The key centrist had expressed concerns about rising consumer costs when explaining his decision to oppose Biden’s progressive-backed $1.75 trillion Build Back Better plan, effectively killing the spending package.
He appeared to reference the debacle when he declared in his Thursday statement: ‘Congress and the Administration must proceed with caution before adding more fuel to an economy already on fire.’
Responding to the painful inflation data, Republicans were quick to criticize the Biden administration’s short but shaky stewardship of the economy.
‘Americans pay more and earn less because of Joe Biden’s failed agenda,’ said Republican National Committee Chairwoman Ronna McDaniel.
‘Biden lied – his inflation is not ‘transitory’ – and hardworking Americans are facing the consequences as skyrocketing prices for nearly everything are here to stay. Yet Biden doesn’t care,’ added McDaniel.
House Minority Leader Kevin McCarthy blasted Democrats’ ‘out-of-touch policies.’
‘Under Democrats’ one-party control, your paycheck is worth 7.5% less today than a year ago. Their out-of-touch policies have spiked the worst inflation in 40 years,’ the top House Republican wrote on Twitter. ‘You feel it at the gas pump, the grocery store, and everywhere else you shop. Time for a change in Washington!’
Florida Senator Rick Scott, chair of the National Republican Senatorial Committee, said Thursday’s data marked a ‘sad anniversary for American families.’
‘One year of Joe Biden’s failed policies and reckless spending causing historic inflation and skyrocketing prices. President Biden has taken our economy and flushed it down the drain,’ he said, referring to the six-month consecutive rise in prices.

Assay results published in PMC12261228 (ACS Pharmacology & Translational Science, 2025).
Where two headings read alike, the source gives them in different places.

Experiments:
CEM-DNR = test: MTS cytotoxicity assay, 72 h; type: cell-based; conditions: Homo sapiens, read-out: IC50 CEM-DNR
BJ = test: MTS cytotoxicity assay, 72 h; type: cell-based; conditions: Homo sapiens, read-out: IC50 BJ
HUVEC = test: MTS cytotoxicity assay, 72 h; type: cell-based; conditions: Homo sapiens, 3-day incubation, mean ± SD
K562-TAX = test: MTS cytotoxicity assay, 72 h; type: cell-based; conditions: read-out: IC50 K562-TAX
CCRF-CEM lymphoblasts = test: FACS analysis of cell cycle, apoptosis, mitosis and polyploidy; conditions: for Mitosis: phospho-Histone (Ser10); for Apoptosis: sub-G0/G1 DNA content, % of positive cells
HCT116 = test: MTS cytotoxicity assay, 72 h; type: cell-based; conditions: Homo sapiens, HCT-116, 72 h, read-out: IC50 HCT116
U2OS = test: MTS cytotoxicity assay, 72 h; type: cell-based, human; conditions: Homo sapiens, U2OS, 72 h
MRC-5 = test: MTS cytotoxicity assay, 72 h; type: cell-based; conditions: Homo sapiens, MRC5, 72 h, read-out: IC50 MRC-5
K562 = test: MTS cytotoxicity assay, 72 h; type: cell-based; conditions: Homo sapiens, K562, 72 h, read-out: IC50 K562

Worse, he doesn’t seem to be bothered by that at all. While Biden is in Delaware every weekend enjoying his ice cream, families are struggling to make ends meet. Our poorest families, like mine growing up, are having to make the tough choice between buying gas and groceries.’
Kansas Senator Roger Marshall said Biden’s ‘failed socialist policies’ are to blame.
‘As our economy struggles to recover from the lasting effects of the nationwide shutdown, President Biden and the Democrats continue to hinder economic growth with their reckless taxing, reckless borrowing, and reckless spending agenda. Make no mistake, this economic crisis rests squarely on the shoulders of President Biden’s failed socialist policies,’ Marshall said in a statement sent to DailyMail.com.
Biden’s full statement after Labor Department releases data showing inflation hit 40-year high last month
My two top economic priorities have been to create a growing economy with more good-paying jobs, and to lower the prices Americans have faced from the global problem of inflation related to the pandemic. We have seen historic success on the first priority, with the greatest year of job growth in history, Americans finding better jobs, better wages, and better benefits, along with the fastest economic growth in decades. On higher prices, we have been using every tool at our disposal, and while today is a reminder that Americans’ budgets are being stretched in ways that create real stress at the kitchen table, there are also signs that we will make it through this challenge.
While today’s report is elevated, forecasters continue to project inflation easing substantially by the end of 2022. And fortunately we saw positive real wage growth last month, and moderation in auto prices, which have made up about a quarter of headline inflation over the last year. We separately saw good news with new unemployment claims continuing to decline. That’s a sign of the real progress we’ve made in getting Americans back to work over the last year.
My administration will continue to be all hands on deck to win this fight. We will continue to rebuild our infrastructure and manufacturing, so we can make more in America and strengthen our supply chains here at home. We will continue to fight for costs in areas that have held back families and working people for decades, from prescription drugs to child care and elder care to their energy costs. And we will continue to promote more competition to make our markets more competitive and give consumers more choices.